COLUMBIA CITY — Some might say the Sery family does adoption a little differently.
If you ask them, however, it was a blessing both ways.
On July 21, 2016, Jennifer and Michael Sery adopted their daughter Jorah, now four years old, and welcomed her into their big family. What was unusual about her adoption was that previous to joining the Sery family, Jorah was their foster child.
The Serys decided to try being foster parents in 2010 after they had considered having another child.
“We decided to give back and become foster parents,” Jennifer said.
A year later, they had their biological daughter Autumn, but decided they still wanted to try foster parenting. But, for the next several years, the phone remained silent and no foster child graced their home.
“We were wondering if we did anything wrong,” Jennifer said.
Then the phone rang.
“We got a call from our [Department of Child Services] agent on Jul. 3, 2014, and she said, ‘We have a girl that needs an immediate placement,’” she said.
That night, Jorah became a part of the Sery family as their foster child.
“When they brought her to us, there was no emotion. None,” Jennifer said. “She sat on our living room floor and everyone crowded around her and there was nothing. When we got Jorah, she literally came in a pair of pants and a blanket, and the Whitley County DCS were able to hook us up with clothing right away.”
Being a foster parent for a young child is emotionally tough, as Jennifer describes.
“I think that obviously the hardest part is to bring a child into your home with the thought of reunification and loving that child as your own and then having to cut those ties,” she said. “The goal of foster care is first and foremost reunification.”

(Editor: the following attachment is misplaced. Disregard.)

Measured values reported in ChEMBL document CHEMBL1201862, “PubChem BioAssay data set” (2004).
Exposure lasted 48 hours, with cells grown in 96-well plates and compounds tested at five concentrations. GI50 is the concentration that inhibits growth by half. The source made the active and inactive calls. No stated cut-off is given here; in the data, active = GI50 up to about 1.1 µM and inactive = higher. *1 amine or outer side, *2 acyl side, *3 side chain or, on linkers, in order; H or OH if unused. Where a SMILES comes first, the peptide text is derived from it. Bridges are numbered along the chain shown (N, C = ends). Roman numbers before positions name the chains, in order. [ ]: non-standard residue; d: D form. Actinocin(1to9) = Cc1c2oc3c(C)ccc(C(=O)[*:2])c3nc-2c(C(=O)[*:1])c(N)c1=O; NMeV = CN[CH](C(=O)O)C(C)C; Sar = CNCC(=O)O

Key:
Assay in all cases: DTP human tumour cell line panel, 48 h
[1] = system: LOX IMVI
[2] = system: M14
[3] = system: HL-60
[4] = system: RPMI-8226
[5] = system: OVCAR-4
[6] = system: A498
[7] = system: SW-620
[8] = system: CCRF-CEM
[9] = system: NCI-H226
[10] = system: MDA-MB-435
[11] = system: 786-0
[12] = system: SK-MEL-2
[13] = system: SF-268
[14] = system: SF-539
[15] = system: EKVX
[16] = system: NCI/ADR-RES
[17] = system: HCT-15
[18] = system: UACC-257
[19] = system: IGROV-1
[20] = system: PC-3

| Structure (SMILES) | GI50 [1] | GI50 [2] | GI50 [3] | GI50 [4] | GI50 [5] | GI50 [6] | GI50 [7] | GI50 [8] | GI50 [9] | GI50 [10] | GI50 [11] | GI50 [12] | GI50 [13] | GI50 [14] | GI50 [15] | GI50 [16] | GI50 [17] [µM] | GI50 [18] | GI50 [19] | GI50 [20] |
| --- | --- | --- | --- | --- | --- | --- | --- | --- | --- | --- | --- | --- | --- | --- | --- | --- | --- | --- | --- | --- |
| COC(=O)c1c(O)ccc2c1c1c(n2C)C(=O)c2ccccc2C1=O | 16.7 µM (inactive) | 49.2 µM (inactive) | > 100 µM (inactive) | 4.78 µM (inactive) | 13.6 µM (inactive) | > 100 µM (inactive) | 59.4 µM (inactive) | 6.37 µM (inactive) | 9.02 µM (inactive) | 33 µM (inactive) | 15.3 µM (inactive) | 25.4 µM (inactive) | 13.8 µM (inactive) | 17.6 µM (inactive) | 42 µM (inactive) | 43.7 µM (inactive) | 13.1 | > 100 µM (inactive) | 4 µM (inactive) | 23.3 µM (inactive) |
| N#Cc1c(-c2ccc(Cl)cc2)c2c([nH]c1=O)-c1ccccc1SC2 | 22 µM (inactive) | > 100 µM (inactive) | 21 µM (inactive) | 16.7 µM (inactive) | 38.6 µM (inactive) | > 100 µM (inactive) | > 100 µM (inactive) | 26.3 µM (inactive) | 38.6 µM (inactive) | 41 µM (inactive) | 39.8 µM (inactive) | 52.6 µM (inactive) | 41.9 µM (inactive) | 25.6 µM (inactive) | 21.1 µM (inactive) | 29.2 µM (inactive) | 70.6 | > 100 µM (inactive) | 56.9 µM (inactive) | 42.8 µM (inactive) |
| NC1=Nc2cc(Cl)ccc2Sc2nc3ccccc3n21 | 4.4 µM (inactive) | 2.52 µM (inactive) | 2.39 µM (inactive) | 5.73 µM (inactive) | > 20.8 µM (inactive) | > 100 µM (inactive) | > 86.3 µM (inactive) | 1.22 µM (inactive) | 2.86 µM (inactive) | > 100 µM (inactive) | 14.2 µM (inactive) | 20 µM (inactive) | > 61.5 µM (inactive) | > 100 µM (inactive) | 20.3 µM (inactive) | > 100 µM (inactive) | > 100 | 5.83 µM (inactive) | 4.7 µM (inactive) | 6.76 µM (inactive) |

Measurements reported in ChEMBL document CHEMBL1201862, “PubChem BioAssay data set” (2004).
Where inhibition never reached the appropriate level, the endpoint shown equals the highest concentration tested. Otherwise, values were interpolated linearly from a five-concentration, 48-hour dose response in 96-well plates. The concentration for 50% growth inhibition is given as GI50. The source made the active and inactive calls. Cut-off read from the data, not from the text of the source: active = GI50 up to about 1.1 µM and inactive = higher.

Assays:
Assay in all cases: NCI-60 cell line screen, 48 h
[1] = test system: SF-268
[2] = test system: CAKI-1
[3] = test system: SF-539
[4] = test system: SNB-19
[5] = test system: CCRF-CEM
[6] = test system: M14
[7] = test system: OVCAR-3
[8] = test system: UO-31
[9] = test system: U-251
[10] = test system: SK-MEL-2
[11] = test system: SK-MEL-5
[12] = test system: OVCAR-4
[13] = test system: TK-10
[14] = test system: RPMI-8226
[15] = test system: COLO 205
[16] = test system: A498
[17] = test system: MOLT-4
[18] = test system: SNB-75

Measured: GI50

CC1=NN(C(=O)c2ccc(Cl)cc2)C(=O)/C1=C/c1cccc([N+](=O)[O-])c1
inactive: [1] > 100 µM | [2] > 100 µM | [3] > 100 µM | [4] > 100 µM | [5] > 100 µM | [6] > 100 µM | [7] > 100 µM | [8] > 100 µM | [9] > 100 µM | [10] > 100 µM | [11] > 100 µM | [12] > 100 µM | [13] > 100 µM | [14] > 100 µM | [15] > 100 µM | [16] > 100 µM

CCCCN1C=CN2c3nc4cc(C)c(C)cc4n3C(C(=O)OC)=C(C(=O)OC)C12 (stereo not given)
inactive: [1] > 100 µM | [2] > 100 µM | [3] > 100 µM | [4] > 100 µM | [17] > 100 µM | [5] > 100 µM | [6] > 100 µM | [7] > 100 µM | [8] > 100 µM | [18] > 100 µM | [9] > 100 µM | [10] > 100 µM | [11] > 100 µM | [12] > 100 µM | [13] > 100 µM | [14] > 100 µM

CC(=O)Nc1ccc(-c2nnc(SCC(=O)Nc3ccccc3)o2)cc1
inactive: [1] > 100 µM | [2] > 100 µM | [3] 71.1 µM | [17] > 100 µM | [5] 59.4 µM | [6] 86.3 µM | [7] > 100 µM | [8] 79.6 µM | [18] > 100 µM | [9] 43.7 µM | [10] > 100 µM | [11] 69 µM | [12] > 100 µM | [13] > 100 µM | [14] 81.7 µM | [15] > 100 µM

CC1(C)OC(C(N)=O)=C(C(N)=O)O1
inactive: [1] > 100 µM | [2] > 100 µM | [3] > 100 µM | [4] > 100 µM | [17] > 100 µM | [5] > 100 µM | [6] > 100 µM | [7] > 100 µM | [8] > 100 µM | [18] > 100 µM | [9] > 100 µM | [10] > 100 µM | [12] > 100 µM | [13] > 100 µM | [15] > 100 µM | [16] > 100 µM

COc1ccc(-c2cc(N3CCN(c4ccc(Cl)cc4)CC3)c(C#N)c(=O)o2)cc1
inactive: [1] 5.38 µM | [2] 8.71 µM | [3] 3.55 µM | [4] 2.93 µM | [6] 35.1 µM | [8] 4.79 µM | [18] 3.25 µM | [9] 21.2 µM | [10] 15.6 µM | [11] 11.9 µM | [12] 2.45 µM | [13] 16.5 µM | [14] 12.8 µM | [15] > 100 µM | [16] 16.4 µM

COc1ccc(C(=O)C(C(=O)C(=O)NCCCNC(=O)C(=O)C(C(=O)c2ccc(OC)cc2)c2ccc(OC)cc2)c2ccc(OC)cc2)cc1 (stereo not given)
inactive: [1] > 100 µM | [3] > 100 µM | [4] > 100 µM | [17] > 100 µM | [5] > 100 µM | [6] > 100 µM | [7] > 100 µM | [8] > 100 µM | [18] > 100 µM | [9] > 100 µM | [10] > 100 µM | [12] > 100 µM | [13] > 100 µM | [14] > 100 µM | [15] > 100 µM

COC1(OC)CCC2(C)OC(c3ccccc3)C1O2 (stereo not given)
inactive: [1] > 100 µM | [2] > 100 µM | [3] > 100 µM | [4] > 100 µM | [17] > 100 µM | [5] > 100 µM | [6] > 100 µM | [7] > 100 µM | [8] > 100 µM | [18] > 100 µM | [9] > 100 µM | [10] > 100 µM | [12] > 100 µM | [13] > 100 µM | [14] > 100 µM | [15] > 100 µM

The Serys tried to be a part of the foster program, following this goal by fulfilling every detail.
“We started with visits with the biological parents, but it seemed at the beginning of 2016 that there was discussion of termination of parental rights,” she said.
Jorah stole the family’s heart as a foster.
“The first time she smiled at me was a few days [after becoming our foster child], and I can’t even say how that warmed my heart,” Jennifer said. “To see her finally open up and become a lasting happy little girl was huge.”
As the year progressed, the Serys pursued adoption.
“Because it was a foster-to-adoption case, we had visits from local and regional DCS, as well as [Court Appointed Special Advocates] representatives. We were able to obtain an attorney, and July 21, 2016, she became Jorah Ruth Sery,” she said.
Today, Jorah is a happy part of the family, and blends right in with her siblings.
“With our family, we just throw you in, and we didn’t treat her any differently than any of our other children,” Jennifer said.